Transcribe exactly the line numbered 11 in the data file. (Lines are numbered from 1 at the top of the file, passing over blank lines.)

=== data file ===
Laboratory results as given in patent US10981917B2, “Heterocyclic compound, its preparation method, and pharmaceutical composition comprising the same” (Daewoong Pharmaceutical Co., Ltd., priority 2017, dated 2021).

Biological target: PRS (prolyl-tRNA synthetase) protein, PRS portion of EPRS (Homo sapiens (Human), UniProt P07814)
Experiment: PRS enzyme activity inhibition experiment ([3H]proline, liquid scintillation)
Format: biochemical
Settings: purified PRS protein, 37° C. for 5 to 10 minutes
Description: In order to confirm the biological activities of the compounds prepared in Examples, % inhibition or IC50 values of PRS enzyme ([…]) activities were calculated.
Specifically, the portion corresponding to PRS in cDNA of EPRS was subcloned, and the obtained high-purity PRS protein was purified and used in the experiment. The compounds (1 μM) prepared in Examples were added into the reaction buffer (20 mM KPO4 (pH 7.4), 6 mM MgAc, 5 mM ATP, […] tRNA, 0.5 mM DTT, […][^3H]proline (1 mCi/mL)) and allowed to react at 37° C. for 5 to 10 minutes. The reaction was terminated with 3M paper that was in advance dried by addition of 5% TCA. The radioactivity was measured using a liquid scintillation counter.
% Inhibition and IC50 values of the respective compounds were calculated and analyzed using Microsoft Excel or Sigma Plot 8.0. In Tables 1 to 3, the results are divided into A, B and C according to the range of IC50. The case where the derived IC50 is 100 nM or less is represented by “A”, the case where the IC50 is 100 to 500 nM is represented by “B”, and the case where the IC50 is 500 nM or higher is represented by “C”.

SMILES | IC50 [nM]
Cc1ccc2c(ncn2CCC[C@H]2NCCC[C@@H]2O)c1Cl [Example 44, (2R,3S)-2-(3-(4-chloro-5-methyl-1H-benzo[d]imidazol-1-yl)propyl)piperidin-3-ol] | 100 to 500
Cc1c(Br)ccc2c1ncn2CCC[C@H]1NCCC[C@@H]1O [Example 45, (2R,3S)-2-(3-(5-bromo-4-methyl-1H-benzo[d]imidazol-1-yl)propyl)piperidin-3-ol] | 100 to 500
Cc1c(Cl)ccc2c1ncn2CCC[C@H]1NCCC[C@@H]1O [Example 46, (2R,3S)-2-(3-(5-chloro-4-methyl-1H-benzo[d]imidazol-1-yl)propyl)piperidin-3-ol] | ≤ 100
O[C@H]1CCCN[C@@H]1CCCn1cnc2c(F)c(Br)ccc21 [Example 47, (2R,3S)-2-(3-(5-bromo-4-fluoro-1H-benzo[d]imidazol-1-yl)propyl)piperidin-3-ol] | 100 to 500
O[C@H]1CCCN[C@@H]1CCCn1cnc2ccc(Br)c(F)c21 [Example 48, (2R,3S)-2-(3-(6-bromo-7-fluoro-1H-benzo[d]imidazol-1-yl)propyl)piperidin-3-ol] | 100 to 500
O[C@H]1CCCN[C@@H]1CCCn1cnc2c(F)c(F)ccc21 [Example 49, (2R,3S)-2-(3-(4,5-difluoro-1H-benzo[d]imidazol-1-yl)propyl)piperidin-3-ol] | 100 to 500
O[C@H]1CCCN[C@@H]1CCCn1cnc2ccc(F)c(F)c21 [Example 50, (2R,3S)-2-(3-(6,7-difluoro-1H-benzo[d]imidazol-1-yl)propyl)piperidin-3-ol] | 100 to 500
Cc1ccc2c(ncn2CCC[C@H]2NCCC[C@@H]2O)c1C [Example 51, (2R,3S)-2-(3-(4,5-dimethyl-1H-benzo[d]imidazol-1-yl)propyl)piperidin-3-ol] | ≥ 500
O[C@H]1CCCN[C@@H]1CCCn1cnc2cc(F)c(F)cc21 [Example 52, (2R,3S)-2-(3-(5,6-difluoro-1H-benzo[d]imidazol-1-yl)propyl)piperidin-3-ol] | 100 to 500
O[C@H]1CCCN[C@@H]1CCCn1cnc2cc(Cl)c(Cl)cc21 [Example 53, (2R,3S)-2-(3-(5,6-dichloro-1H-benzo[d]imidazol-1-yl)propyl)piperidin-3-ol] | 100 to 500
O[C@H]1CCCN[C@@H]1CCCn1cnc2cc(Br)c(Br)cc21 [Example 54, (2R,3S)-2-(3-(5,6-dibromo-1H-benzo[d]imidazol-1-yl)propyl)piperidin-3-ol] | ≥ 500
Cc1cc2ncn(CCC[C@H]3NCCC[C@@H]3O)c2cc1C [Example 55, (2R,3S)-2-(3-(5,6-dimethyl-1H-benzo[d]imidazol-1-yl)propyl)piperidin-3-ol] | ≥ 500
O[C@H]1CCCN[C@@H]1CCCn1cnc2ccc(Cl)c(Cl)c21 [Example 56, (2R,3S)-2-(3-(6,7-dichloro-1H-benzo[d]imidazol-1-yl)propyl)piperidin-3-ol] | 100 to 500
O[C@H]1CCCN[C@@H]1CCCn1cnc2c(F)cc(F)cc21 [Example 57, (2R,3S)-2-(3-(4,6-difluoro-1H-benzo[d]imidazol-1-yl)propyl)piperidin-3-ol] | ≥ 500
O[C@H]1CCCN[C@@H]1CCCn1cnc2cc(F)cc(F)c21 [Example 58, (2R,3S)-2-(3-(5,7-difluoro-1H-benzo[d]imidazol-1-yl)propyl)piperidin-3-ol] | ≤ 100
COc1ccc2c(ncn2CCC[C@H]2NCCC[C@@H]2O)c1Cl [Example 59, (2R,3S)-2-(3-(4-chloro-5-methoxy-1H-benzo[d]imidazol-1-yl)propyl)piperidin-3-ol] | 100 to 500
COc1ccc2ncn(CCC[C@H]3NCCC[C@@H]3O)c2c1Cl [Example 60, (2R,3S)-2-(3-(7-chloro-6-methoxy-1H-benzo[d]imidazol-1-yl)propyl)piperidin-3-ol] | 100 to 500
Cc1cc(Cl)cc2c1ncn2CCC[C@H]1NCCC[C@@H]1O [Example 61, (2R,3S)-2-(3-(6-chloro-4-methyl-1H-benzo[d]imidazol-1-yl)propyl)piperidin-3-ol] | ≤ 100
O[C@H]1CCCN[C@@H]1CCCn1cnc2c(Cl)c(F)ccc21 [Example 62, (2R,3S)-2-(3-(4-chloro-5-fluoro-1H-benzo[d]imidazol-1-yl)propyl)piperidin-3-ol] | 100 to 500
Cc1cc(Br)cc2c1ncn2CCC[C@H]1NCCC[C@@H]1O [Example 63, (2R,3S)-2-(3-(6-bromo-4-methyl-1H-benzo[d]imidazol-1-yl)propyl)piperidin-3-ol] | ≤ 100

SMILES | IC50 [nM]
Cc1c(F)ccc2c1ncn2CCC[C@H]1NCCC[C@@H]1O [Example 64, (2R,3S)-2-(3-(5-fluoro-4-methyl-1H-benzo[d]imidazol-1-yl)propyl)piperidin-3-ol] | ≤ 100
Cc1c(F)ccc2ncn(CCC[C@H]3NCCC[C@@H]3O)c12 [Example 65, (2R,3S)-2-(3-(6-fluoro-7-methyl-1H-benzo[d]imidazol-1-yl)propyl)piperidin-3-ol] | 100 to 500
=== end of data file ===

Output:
Cc1c(Br)ccc2c1ncn2CCC[C@H]1NCCC[C@@H]1O [Example 45, (2R,3S)-2-(3-(5-bromo-4-methyl-1H-benzo[d]imidazol-1-yl)propyl)piperidin-3-ol] | 100 to 500